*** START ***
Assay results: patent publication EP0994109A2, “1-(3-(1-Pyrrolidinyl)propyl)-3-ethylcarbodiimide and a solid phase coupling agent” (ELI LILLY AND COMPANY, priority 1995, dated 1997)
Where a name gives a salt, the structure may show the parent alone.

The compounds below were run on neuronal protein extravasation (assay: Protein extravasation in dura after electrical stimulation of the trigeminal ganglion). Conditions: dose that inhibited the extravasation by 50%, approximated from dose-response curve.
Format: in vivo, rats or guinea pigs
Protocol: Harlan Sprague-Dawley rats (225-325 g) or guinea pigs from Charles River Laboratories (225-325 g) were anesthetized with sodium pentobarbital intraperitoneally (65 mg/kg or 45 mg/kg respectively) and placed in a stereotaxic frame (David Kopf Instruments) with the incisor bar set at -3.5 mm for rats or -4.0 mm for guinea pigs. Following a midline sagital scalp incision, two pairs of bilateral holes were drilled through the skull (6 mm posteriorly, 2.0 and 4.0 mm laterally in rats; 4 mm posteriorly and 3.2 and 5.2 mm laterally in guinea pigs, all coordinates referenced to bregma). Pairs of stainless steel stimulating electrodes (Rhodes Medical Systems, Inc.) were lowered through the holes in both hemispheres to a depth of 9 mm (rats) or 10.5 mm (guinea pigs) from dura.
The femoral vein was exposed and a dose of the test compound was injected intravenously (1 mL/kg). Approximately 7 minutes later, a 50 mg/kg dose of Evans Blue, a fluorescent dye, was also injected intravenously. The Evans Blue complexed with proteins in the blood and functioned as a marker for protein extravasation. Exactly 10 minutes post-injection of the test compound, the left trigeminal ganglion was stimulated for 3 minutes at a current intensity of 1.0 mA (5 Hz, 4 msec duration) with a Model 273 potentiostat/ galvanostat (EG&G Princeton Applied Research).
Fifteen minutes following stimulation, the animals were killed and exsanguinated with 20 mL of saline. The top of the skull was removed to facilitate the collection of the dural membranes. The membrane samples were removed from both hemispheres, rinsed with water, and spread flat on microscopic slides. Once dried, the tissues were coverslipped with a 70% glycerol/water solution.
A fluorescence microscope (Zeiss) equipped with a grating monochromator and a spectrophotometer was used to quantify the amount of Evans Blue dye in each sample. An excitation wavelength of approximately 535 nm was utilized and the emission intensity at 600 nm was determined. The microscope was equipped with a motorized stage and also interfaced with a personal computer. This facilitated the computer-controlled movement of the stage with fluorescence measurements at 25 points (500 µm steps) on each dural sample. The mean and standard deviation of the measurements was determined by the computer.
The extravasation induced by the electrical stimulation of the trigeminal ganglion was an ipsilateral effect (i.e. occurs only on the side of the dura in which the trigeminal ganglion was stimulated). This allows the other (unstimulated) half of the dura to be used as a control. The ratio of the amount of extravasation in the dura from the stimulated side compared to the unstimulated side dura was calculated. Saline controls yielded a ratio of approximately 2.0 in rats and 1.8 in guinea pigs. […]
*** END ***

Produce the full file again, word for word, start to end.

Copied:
Assay results: patent publication EP0994109A2, “1-(3-(1-Pyrrolidinyl)propyl)-3-ethylcarbodiimide and a solid phase coupling agent” (ELI LILLY AND COMPANY, priority 1995, dated 1997)
Where a name gives a salt, the structure may show the parent alone.

The compounds below were run on neuronal protein extravasation (assay: Protein extravasation in dura after electrical stimulation of the trigeminal ganglion). Conditions: dose that inhibited the extravasation by 50%, approximated from dose-response curve.
Format: in vivo, rats or guinea pigs
Protocol: Harlan Sprague-Dawley rats (225-325 g) or guinea pigs from Charles River Laboratories (225-325 g) were anesthetized with sodium pentobarbital intraperitoneally (65 mg/kg or 45 mg/kg respectively) and placed in a stereotaxic frame (David Kopf Instruments) with the incisor bar set at -3.5 mm for rats or -4.0 mm for guinea pigs. Following a midline sagital scalp incision, two pairs of bilateral holes were drilled through the skull (6 mm posteriorly, 2.0 and 4.0 mm laterally in rats; 4 mm posteriorly and 3.2 and 5.2 mm laterally in guinea pigs, all coordinates referenced to bregma). Pairs of stainless steel stimulating electrodes (Rhodes Medical Systems, Inc.) were lowered through the holes in both hemispheres to a depth of 9 mm (rats) or 10.5 mm (guinea pigs) from dura.
The femoral vein was exposed and a dose of the test compound was injected intravenously (1 mL/kg). Approximately 7 minutes later, a 50 mg/kg dose of Evans Blue, a fluorescent dye, was also injected intravenously. The Evans Blue complexed with proteins in the blood and functioned as a marker for protein extravasation. Exactly 10 minutes post-injection of the test compound, the left trigeminal ganglion was stimulated for 3 minutes at a current intensity of 1.0 mA (5 Hz, 4 msec duration) with a Model 273 potentiostat/ galvanostat (EG&G Princeton Applied Research).
Fifteen minutes following stimulation, the animals were killed and exsanguinated with 20 mL of saline. The top of the skull was removed to facilitate the collection of the dural membranes. The membrane samples were removed from both hemispheres, rinsed with water, and spread flat on microscopic slides. Once dried, the tissues were coverslipped with a 70% glycerol/water solution.
A fluorescence microscope (Zeiss) equipped with a grating monochromator and a spectrophotometer was used to quantify the amount of Evans Blue dye in each sample. An excitation wavelength of approximately 535 nm was utilized and the emission intensity at 600 nm was determined. The microscope was equipped with a motorized stage and also interfaced with a personal computer. This facilitated the computer-controlled movement of the stage with fluorescence measurements at 25 points (500 µm steps) on each dural sample. The mean and standard deviation of the measurements was determined by the computer.
The extravasation induced by the electrical stimulation of the trigeminal ganglion was an ipsilateral effect (i.e. occurs only on the side of the dura in which the trigeminal ganglion was stimulated). This allows the other (unstimulated) half of the dura to be used as a control. The ratio of the amount of extravasation in the dura from the stimulated side compared to the unstimulated side dura was calculated. Saline controls yielded a ratio of approximately 2.0 in rats and 1.8 in guinea pigs. […]